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Daniel Templon, une histoire d’art contemporain

Julie Verlaine

One has to be the man of the moment, meet the right actors and seize opportunities with a taste for risks and with ambition: this sentence applies perfectly to its author, Daniel Templon. Born right after the war, the son of a gardener, he started modestly as a school teacher. But then he made a sharp turn and at the tender age of 21, he opened a gallery on rue du Bac. It was the beginning of an itinerary that would turn him into one of the most influential gallery owners over the last half a century in France. A pioneer of minimalist art, of conceptual art, Pop Art and of the Italian Transavanguardia, Templon was also party to the adventures of art press, such as in artpress with Catherine Millet, then Studio, and of the first private foundations – his own, in Fréjus, would only last three years, from 1989 to 1992. This book, punctuated with recurrent interviews with the gallery owner, is more laudatory than critical, but it draws up a good idea of his unlimited appetite for encounters (from Leo Castelli to Soulages, from Warhol to Jack Lang), of the evolution of his work and of his persistent energy – he recently opened a new venue in Brussels.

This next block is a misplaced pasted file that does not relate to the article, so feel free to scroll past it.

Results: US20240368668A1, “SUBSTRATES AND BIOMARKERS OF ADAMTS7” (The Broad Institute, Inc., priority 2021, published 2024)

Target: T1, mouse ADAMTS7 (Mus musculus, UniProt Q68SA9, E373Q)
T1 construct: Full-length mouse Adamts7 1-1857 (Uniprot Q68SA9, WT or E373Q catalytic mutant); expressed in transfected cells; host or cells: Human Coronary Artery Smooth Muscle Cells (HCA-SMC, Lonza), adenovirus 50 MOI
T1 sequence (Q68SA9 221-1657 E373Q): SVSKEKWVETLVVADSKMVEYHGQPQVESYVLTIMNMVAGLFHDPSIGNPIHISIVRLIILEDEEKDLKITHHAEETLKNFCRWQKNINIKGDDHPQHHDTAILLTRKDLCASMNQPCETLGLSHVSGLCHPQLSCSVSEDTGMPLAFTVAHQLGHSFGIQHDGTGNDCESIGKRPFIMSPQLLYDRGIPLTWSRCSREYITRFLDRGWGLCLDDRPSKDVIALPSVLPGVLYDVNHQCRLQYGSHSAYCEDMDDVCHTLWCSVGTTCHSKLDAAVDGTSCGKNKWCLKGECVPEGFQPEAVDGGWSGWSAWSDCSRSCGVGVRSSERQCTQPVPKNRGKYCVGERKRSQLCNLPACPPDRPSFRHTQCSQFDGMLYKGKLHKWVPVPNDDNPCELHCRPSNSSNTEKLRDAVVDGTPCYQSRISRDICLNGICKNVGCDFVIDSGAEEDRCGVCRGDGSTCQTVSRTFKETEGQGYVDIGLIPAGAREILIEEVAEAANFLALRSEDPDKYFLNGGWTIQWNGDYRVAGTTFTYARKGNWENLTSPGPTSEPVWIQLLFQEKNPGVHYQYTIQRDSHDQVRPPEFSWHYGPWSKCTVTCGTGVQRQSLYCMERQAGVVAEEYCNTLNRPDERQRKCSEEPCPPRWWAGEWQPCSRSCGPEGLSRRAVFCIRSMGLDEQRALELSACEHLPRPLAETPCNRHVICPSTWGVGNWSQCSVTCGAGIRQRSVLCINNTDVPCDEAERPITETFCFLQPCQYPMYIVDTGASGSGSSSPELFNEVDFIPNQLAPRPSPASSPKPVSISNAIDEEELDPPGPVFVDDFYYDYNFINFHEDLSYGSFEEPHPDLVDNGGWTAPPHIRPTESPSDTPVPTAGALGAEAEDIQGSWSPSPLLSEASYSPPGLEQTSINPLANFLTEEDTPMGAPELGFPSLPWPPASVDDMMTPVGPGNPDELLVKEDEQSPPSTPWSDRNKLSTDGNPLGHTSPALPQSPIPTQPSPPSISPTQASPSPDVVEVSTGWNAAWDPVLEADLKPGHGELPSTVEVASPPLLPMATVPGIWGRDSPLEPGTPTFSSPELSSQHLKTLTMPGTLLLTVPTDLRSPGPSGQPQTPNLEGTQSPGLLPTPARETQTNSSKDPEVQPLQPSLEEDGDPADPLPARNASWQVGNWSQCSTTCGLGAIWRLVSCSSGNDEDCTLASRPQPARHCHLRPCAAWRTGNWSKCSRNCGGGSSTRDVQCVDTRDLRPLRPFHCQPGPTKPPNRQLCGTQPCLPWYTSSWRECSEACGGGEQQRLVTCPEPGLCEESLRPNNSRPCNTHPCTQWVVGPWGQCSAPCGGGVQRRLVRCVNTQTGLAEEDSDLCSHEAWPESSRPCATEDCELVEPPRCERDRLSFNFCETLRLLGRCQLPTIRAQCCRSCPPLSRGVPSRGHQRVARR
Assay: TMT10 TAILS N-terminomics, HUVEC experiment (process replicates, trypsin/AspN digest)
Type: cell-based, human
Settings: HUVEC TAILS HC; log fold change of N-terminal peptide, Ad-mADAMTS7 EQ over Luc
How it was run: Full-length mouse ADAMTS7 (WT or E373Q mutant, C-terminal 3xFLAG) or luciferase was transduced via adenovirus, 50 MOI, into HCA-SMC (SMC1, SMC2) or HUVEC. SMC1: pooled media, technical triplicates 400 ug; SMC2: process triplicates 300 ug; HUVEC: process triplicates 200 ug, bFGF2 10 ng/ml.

Daniel Templon, une histoire d’art contemporain, byr Julie Verlaine, Flammarion, 480 p., €35.

Daniel Templon, une histoire d’art contemporain - Julie Verlaine

Review published in the newsletter #442 - from 29 September 2016 to 5 October 2016

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